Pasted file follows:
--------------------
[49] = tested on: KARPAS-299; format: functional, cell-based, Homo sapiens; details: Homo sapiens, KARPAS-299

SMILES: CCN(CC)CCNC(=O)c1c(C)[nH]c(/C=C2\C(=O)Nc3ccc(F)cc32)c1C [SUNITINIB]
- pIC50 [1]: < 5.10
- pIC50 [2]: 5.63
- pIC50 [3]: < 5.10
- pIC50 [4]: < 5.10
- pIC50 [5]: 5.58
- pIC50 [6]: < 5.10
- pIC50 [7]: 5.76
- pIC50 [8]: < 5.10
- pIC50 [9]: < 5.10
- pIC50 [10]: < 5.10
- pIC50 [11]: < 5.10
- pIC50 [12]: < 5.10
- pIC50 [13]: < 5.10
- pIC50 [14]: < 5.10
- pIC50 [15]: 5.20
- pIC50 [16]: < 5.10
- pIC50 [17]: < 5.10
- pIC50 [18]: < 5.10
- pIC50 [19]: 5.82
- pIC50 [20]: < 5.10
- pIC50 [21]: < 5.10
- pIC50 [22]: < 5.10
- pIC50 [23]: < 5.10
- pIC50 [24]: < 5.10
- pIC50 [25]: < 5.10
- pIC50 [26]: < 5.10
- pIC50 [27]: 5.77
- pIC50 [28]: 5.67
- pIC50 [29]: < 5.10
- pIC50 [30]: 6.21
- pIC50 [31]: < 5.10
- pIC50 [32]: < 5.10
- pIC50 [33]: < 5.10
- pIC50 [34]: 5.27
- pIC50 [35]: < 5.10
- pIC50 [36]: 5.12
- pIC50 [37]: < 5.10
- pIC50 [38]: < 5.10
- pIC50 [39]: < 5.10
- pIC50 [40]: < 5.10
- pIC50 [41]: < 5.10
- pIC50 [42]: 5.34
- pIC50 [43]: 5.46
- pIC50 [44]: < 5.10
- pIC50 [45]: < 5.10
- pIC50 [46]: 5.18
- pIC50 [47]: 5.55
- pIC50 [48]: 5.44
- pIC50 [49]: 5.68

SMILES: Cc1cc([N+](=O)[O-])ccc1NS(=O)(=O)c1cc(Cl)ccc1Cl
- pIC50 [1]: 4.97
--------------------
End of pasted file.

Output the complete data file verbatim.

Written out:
[49] = tested on: KARPAS-299; format: functional, cell-based, Homo sapiens; details: Homo sapiens, KARPAS-299

SMILES: CCN(CC)CCNC(=O)c1c(C)[nH]c(/C=C2\C(=O)Nc3ccc(F)cc32)c1C [SUNITINIB]
- pIC50 [1]: < 5.10
- pIC50 [2]: 5.63
- pIC50 [3]: < 5.10
- pIC50 [4]: < 5.10
- pIC50 [5]: 5.58
- pIC50 [6]: < 5.10
- pIC50 [7]: 5.76
- pIC50 [8]: < 5.10
- pIC50 [9]: < 5.10
- pIC50 [10]: < 5.10
- pIC50 [11]: < 5.10
- pIC50 [12]: < 5.10
- pIC50 [13]: < 5.10
- pIC50 [14]: < 5.10
- pIC50 [15]: 5.20
- pIC50 [16]: < 5.10
- pIC50 [17]: < 5.10
- pIC50 [18]: < 5.10
- pIC50 [19]: 5.82
- pIC50 [20]: < 5.10
- pIC50 [21]: < 5.10
- pIC50 [22]: < 5.10
- pIC50 [23]: < 5.10
- pIC50 [24]: < 5.10
- pIC50 [25]: < 5.10
- pIC50 [26]: < 5.10
- pIC50 [27]: 5.77
- pIC50 [28]: 5.67
- pIC50 [29]: < 5.10
- pIC50 [30]: 6.21
- pIC50 [31]: < 5.10
- pIC50 [32]: < 5.10
- pIC50 [33]: < 5.10
- pIC50 [34]: 5.27
- pIC50 [35]: < 5.10
- pIC50 [36]: 5.12
- pIC50 [37]: < 5.10
- pIC50 [38]: < 5.10
- pIC50 [39]: < 5.10
- pIC50 [40]: < 5.10
- pIC50 [41]: < 5.10
- pIC50 [42]: 5.34
- pIC50 [43]: 5.46
- pIC50 [44]: < 5.10
- pIC50 [45]: < 5.10
- pIC50 [46]: 5.18
- pIC50 [47]: 5.55
- pIC50 [48]: 5.44
- pIC50 [49]: 5.68

SMILES: Cc1cc([N+](=O)[O-])ccc1NS(=O)(=O)c1cc(Cl)ccc1Cl
- pIC50 [1]: 4.97